The iconic United States Capitol building contains a large mural painting of its first president, George Washington, at the centre of the dome known as the Apotheosis of Washington. The painting depicts Washington exalted above in the heavens adorned in purple robes (to symbolize royalty) with roman goddess of Victory (Victoria) to his left and the goddess of Liberty to his right.
The mural also has 13 maidens surrounding Washington holding a banner written in Latin “E Pluribus Unum,” meaning “out of many, one.” E Pluribus Unum was the original motto of the United States of America since 1776 before adopting “In God, We Trust in 1956. Apotheosis -the elevation of a person to the rank of a god. Whereas the Apotheosis of Washington is symbolic, some forms of Hawaiian Shinto religion worship Washington as a God by being enshrined as a Kami (a Japanese word for god).
Here in Africa, Haile Selassie stands as the prime example of apotheosis. Selassie was looked upon as a god incarnate by Rastafarians whose incorrectly use Jeremiah 8:21 to prove that God is black. King James Bible translation of Jeremiah 8:21 contains the words ‘I am Black.’ Rastafarians believe Marcus Garvey’s prophecy “Look to Africa where a black king shall be; hence, he shall be the Redeemer” is fulfilled in the life of Haile Selassie. The annals of history contain numerous instances where men have been exalted as gods, and in these modern times, the trend goes on.
The gods of America
The United States of America has in the recent weeks experienced a heightened political activity ahead of the November 3rd elections involving President Donald J. Trump and the former Vice President Joe Biden. I’ve been following closely how things have been unfolding in their campaign trails, and it saddened me to see a country with a motto ‘In God We Trust’ putting all their hope and trust in these two individuals. Republicans and Democrats believe that if an opponent is elected, the country’s future is bleak, while a win for their candidates will result in prosperity in all fronts.
The gods of Africa
Whatever is happening in the west is also happening in Kenya. In fact, here is worse. Our general elections are scheduled to take place in the year 2022, but the political temperatures in the country are higher than in the USA. Kenya claims to have 80% of the entire population following Jesus Christ but the view and treat politicians as gods.
P.L.O Lumumba, one of Kenya’s most celebrated orator and prolific thinker said this about our leaders, “Your typical African President is a demigod…and because they are demigods…and the reason why they become demigods is that we ourselves treat our presidents as if they were gods.” Nothing could be further from the truth.
Politicians all over the world are treated like gods. You’ve seen them campaigning uttering words like “I’m the only one who can fix all your problems and give you a bright future.” Most of them may not say it outrightly, but their goal in all their political rhetoric is to make the voters view them as their only hope.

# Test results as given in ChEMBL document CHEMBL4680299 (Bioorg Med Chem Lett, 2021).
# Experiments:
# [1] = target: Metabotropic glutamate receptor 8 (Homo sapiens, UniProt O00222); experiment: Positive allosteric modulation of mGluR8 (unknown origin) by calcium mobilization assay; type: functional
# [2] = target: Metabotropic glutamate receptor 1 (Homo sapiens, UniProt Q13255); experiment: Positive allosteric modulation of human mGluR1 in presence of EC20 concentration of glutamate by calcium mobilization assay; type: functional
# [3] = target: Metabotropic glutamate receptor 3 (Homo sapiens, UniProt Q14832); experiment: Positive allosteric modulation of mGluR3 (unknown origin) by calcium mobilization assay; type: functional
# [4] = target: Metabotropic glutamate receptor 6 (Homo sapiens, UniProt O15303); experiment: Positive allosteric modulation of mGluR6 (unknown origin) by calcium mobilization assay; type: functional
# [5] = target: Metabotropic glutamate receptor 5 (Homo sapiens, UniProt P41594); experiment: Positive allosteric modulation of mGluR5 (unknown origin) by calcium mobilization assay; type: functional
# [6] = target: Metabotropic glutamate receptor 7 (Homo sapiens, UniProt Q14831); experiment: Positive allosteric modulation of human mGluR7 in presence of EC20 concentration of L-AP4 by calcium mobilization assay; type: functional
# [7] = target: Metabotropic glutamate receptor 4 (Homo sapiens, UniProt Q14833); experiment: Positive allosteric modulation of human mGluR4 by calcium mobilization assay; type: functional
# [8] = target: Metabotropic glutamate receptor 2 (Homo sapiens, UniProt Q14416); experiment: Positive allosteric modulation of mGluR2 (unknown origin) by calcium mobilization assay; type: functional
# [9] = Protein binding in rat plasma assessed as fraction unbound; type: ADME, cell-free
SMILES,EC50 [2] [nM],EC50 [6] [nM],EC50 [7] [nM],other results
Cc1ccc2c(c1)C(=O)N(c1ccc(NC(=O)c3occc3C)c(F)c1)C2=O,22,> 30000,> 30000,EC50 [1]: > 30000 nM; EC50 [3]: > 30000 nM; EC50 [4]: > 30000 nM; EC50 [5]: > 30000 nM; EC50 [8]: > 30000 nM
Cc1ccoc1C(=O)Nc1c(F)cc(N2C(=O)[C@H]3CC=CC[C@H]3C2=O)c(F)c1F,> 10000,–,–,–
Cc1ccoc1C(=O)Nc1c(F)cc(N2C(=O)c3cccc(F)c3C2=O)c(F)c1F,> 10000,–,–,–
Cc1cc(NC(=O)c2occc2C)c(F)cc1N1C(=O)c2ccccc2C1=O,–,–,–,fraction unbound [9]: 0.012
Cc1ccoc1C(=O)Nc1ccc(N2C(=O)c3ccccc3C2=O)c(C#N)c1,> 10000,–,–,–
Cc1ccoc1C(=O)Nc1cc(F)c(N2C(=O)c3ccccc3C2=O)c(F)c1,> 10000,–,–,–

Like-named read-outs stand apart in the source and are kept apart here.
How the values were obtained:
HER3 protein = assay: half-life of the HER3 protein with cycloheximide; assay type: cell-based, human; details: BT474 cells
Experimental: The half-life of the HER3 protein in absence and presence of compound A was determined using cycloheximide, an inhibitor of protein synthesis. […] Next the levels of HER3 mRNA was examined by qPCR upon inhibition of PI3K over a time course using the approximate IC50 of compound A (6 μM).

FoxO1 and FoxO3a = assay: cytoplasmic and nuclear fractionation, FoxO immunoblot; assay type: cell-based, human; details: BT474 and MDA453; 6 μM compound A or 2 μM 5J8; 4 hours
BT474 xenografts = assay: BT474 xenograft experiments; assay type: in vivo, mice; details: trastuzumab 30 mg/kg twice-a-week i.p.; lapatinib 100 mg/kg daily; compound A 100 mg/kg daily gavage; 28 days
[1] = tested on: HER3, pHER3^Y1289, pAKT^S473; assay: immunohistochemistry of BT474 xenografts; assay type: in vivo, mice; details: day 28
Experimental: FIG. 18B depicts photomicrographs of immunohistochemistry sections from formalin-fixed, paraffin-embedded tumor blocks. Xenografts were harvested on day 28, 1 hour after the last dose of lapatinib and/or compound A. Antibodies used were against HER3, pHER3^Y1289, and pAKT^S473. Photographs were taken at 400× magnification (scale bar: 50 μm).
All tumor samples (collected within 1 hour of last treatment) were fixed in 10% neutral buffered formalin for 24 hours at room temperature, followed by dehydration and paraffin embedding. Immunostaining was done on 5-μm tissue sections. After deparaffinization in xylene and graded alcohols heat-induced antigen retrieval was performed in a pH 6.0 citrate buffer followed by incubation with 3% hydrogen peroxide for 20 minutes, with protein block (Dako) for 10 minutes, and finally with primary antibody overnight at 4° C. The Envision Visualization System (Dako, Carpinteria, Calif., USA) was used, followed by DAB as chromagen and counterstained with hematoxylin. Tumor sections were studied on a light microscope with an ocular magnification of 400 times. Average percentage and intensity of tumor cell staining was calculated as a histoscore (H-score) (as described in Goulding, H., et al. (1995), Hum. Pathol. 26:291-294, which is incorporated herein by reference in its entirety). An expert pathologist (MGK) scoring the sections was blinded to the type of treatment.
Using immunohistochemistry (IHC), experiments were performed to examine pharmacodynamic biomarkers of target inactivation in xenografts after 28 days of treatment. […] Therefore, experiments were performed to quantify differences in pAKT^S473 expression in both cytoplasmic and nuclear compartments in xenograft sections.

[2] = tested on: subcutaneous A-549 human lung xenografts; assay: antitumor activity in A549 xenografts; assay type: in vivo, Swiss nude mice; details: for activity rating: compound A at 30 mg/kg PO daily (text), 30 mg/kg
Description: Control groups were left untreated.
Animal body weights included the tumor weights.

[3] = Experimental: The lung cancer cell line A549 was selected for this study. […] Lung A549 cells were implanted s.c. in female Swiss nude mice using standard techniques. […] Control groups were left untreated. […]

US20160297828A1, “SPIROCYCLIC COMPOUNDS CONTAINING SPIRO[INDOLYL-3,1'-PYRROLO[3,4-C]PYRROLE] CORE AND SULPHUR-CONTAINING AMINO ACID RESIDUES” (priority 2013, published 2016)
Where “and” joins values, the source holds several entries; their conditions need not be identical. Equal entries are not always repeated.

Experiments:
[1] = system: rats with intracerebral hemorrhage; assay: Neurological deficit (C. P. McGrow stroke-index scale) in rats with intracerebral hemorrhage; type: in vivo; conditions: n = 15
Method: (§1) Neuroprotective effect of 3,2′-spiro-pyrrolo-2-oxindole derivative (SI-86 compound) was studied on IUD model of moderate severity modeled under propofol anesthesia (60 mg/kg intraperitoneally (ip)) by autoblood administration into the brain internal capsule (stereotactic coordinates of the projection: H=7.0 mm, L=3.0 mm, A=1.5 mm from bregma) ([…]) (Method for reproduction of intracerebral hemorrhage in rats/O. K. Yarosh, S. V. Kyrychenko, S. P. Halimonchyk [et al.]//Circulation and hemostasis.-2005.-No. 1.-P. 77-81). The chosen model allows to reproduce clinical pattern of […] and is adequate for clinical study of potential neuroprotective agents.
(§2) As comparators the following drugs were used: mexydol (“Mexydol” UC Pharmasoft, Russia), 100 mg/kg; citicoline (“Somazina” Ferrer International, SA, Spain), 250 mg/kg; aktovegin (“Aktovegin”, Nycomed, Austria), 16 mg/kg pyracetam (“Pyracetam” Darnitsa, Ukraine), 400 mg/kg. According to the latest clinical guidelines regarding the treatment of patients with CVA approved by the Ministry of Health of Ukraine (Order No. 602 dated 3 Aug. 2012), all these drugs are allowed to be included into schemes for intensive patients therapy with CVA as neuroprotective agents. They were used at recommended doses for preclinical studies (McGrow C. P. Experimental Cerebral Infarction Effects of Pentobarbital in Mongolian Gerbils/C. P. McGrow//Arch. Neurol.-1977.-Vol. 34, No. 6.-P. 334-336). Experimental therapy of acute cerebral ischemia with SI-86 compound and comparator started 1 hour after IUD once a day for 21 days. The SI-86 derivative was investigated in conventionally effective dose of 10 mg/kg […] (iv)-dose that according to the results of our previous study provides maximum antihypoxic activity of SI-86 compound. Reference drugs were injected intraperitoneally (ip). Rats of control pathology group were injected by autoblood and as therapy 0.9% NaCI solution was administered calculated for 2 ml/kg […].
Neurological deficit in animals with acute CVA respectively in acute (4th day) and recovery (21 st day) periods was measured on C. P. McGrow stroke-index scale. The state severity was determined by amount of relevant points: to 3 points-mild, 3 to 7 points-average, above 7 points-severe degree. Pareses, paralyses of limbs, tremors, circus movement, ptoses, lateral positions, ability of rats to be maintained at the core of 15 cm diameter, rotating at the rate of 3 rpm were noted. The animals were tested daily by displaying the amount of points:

Hope in God
Rather than looking for security and good things from mere mortals, we must emulate David who cries out to God in Psalm 62:5,8 and declares, “For God alone, O my soul, wait in silence, for my hope is from him… Trust in him at all times, O people…” Our fate is in the hands of our sovereign Lord. Since I grasped what is written in Acts 17:26, my perspective on the Sovereignty of God in our daily lives changed.
The Acts 17:26 reads, “From one man he made every nation of men, that they should inhabit the whole earth; and he determined the times set for them and the exact places where they should live” (NIV 1984). Placing frail human beings in place of God and thinking that they are the ones that define our hope and future is wrong and unbiblical. It does not matter who is the president because all authority is granted by God (Romans 13:1).
Whether President Trump gets reelected or Biden wins, the purposes and will of God upon the United States will not change since we know that the plans of God cannot be thwarted (Job 42:2). In Kenya too, whoever became president in 2020 will not deter God from doing what he wants in this country. If we heed to this call, we will stop putting all our trust on politicians but God alone. God warns us in Jeremiah 17:5, “Cursed is the one who trusts in man, who draws strength from mere flesh and whose heart turns away from the LORD.”
Some believers who know that their hope rests on God alone have opted to neglect politics altogether (https://kuzaapp.com/blog/2020/9/23/should-it-concern-me). But Christians must engage in politics to help better our society. Jeremiah advises exiles in Babylon, “seek the welfare of the city where I have sent you into exile, and pray to the LORD on its behalf, for in its welfare you will find your welfare.” Jeremiah 29:7. Politics indeed does determine our welfare as God allows, and it will be ignorant of us to look the other way when it comes to politics.
Secretary of the Treasury Salmon P. Chase in a letter dated November 20, 1861, wrote to instruct the then United States Mint Director to include “In God We Trust” in the new currency:
“Dear Sir: No nation can be strong except in the strength of God, or safe except in His defense. The trust of our people in God should be declared on our national coins.” His words are echoing Psalm 127:1, “Unless the LORD builds the house, those who build it labour in vain. Unless the LORD watches over the city, the watchman stays awake in vain.”
Therefore, I urge you to put all your hope in God alone and not in politicians because if God is not with them, your vote and labour campaigning for them are in vain. ‘In God, We Trust’ should not only be the United States motto but for every individual who professes Christ.